On my recent visit to the undergrad psych nurses at Hertfordshire Uni, I had promised the day’s organiser, Dr Audrey, that I’d talk authoritatively about resilience and my angle on the usefulness or otherwise of the interweb for people with your mental malady.
To cut a short story long, I didn’t – instead I told tails of derring do with a few bits and pieces thrown in.
So – to remedy that particular shortcoming…
Weirdly, when presented with the word ‘resilience’ I immediately think ‘recovery’
If one looks to the interweb for guidance you will find this definition springing out at you…
‘Psychological resilience is defined as an individual’s ability to properly adapt to stress and adversity. Stress and adversity can come in the shape of family or relationship problems, health problems, or workplace and financial stressors, among others.’
Being an argumentative sort, I don’t like it as a word or as a definition. For me it oozes strength and, therefore, weakness; it implies that we’re all on an even playing field. It’s the folk who lack resilience who succumb to the madness.
While I’m at it, I don’t like the label ‘borderline personality disorder’ either. What’s it on the borderline of? What does personality disorder even mean…?
That’s enough of that particular tangent…
Don’t even get me started on ‘recovery’!!
For me, resilience is multifaceted. It’s about using the tools (wank word) that the psychological community has bestowed me with.
I use mindfulness – where I focus on the moment – not stressing about my past, not worrying about what’s waiting for me in the future, just enjoying the experience if being. It’s easy to describe, but it takes a lifetime to become a mindfulness ninja.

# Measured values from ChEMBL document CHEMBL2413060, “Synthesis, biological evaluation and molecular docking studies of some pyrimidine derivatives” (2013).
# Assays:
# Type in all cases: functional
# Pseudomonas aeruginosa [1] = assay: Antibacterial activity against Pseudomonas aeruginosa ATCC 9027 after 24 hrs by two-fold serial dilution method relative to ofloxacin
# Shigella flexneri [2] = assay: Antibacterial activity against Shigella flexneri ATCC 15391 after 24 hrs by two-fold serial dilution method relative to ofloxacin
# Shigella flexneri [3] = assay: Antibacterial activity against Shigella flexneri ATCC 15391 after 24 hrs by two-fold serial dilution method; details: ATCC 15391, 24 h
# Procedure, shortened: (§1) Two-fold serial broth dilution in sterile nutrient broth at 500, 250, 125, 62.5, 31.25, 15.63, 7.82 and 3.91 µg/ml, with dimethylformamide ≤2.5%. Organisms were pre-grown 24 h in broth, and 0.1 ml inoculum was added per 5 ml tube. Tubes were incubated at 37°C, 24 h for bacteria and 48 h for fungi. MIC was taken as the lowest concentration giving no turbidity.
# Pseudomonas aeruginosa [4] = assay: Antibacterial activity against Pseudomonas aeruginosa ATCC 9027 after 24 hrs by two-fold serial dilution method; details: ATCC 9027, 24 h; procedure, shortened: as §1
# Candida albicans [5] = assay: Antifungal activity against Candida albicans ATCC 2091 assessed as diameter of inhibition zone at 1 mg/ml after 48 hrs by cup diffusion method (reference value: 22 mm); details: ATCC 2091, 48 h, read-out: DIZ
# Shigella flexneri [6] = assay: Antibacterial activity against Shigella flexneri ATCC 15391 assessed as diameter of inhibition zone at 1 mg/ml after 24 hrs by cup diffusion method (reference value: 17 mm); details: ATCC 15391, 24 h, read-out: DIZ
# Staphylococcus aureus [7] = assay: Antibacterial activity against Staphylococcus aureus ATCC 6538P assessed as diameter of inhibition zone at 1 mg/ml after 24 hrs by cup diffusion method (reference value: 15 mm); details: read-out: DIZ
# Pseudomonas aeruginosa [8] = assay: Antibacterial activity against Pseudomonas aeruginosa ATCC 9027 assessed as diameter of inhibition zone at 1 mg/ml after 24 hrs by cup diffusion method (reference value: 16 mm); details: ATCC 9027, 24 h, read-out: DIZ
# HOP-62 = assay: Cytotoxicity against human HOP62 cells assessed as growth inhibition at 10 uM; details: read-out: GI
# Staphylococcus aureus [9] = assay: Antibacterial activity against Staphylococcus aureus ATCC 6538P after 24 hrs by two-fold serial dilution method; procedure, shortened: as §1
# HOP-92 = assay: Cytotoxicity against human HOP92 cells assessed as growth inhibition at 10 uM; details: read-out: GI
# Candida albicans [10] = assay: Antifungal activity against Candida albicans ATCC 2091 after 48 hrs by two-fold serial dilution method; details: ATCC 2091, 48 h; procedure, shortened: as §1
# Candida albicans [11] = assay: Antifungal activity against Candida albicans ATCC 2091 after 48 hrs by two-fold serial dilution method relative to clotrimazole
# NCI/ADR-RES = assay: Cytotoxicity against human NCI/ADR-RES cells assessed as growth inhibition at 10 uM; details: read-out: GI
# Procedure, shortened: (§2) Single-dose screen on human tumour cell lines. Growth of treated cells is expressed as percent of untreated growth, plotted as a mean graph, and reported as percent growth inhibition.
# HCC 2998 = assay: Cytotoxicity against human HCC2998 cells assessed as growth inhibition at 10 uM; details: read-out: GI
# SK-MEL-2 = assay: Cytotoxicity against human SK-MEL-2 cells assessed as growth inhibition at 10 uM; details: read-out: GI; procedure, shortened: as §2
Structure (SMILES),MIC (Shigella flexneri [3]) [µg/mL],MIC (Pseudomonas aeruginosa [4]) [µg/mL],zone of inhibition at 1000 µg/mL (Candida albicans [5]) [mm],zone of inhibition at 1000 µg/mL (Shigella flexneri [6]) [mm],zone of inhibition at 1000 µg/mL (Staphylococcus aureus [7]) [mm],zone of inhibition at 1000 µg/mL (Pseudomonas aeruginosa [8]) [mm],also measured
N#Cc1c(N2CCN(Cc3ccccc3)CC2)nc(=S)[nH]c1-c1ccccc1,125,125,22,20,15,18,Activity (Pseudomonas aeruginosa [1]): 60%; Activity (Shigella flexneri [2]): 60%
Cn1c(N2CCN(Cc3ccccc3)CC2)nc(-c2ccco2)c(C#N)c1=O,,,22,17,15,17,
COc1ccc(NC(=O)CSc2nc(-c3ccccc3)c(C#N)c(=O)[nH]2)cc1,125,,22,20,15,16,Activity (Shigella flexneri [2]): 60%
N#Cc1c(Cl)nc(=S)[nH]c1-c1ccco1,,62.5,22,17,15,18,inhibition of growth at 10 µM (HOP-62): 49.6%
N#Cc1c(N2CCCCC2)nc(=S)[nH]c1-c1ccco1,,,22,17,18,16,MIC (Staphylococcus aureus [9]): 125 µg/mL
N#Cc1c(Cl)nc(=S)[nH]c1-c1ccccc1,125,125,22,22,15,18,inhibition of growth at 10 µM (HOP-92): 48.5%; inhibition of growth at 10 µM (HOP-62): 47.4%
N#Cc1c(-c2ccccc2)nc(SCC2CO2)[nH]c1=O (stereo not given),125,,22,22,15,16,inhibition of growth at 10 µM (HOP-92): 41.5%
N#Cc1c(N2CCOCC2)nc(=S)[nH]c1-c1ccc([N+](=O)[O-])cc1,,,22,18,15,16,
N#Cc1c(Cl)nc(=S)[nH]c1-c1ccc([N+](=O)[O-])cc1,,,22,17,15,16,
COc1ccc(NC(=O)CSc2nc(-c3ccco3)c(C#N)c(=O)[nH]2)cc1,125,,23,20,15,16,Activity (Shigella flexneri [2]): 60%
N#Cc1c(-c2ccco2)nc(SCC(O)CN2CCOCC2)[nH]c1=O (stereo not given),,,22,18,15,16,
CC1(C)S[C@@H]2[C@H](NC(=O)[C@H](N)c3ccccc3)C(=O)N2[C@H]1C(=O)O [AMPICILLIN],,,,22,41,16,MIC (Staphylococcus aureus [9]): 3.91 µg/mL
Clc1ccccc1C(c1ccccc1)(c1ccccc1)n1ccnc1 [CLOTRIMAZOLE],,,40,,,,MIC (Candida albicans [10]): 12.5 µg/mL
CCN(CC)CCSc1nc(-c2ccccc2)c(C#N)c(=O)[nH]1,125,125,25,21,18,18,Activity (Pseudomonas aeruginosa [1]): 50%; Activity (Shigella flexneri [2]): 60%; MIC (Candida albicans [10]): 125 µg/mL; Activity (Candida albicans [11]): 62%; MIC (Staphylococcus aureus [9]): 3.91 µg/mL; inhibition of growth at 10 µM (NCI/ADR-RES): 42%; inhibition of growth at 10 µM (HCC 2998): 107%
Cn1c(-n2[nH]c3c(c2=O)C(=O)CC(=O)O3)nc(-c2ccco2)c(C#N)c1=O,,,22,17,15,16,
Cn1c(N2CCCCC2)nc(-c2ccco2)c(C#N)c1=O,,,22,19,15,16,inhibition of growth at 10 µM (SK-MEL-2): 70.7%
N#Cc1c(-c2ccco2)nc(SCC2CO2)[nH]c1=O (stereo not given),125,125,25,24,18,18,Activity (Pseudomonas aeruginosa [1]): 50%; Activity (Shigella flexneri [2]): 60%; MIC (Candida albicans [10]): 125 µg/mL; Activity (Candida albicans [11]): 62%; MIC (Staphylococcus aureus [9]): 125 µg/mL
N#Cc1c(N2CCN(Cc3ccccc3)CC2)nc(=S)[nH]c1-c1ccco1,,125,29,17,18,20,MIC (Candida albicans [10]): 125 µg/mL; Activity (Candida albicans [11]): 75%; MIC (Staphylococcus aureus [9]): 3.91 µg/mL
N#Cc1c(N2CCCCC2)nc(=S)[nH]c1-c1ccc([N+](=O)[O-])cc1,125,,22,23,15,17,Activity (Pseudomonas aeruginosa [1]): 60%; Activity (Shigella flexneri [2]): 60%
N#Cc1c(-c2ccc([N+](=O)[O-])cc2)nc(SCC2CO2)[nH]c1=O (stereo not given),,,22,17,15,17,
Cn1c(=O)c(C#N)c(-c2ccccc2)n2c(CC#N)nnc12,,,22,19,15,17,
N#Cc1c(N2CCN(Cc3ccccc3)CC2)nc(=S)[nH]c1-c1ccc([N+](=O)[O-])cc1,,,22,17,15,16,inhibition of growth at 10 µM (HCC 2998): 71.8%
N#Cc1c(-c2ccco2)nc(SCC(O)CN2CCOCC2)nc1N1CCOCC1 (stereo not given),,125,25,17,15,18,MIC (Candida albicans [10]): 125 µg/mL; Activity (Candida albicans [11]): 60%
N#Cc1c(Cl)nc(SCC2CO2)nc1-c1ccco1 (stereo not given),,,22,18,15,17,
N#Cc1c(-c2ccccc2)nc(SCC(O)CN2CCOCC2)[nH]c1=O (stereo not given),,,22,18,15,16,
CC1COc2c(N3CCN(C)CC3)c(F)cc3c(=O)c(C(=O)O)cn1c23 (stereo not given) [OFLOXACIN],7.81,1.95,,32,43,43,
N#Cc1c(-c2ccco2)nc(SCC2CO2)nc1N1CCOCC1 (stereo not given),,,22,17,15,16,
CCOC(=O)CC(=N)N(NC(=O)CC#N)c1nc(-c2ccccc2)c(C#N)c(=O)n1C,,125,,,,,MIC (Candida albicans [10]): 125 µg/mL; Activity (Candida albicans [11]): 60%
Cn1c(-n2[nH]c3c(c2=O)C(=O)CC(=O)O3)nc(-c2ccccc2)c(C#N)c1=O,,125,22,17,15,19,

I have forgiven those that have done me wrong in the past. This is a very active thing – some days I manage it better than others – but when I do it well I physically feel that weight coming off my shoulders.
I’m still working on forgiving myself – some days I do, some days I don’t – it’s a work in process.
I use just a pinch of cognitive behavioural therapy to steer me away from my particularly unsavoury thoughts – preventing them from becoming unsavoury actions.
I accept that I have a pain in the arse mental malady that will stop me in my tracks from time to time.
When it comes to visit, I no longer go into battle against it. I accept it. Usually with the support of the lovely Ella, I physically find myself somewhere safe. Once there, I repeat the mantra,
‘This will pass. It always has, and it always will.’
Even if I’m going through mental Hell and I don’t believe it – that simple phrase helps me on my way.
By accepting it – I can readily accept help.
When I started the ramble, I think I’d conned myself into thinking I was cured. I think I was about 3 weeks in, just outside Stonehaven,when I was smacked between the eyes by this crazy condition.
Looking back, it was obvious that I was beginning to learn. I’d been accepting people’s help on a daily basis – food, water, shelter, hospitality, company; now it was somehow easier for me to ask for help for the mental stuff too.
As best I could, I described what was going in in my head in a blog…and then I was overwhelmed by the kind words that flowed in my direction from you lovely Facebook folk. People I’d never heard from before got in touch with warm words of support, of kindness and compassion. Enough to get me up and going again…amazing.
On numerous occasions I’ve been encouraged to write some ground rules for the folk who are part of the journey on Facebook. I’ve steered away from that – people know this is a supportive group, they know how to be, they know how to care for each other.
I won’t pretend there haven’t been any punch ups – but they have been few and far between and some people have left the group under a cloud – which is sad, the group is always less for their parting.
The only people I’ve ever removed are folk who’ve decided that the walk a mile page is an ideal shop front for them to sell shoes.
Which brings me back to idea of resilience where it meets the internet.
Resilience isn’t an individual thing. Sure we can fend off some of the nasties using a few psychological tricks, but we are social beasties.
My mental health, your mental health, everyone’s mental health is everyone’s problem. For me, the support I get from the people on the internet is part of that resilience jigsaw. A piece that slots in comfortably with the folk I meet on the road – the same people who are trusting and trustworthy, who are compassionate and hospitable, which in turn slots in seamlessly with the folk who love me – who I love and support – all these pieces compliment each other.
Oh, and I take some pills – more when I’m particularly mental.
I’m not so sure.
Walk a mile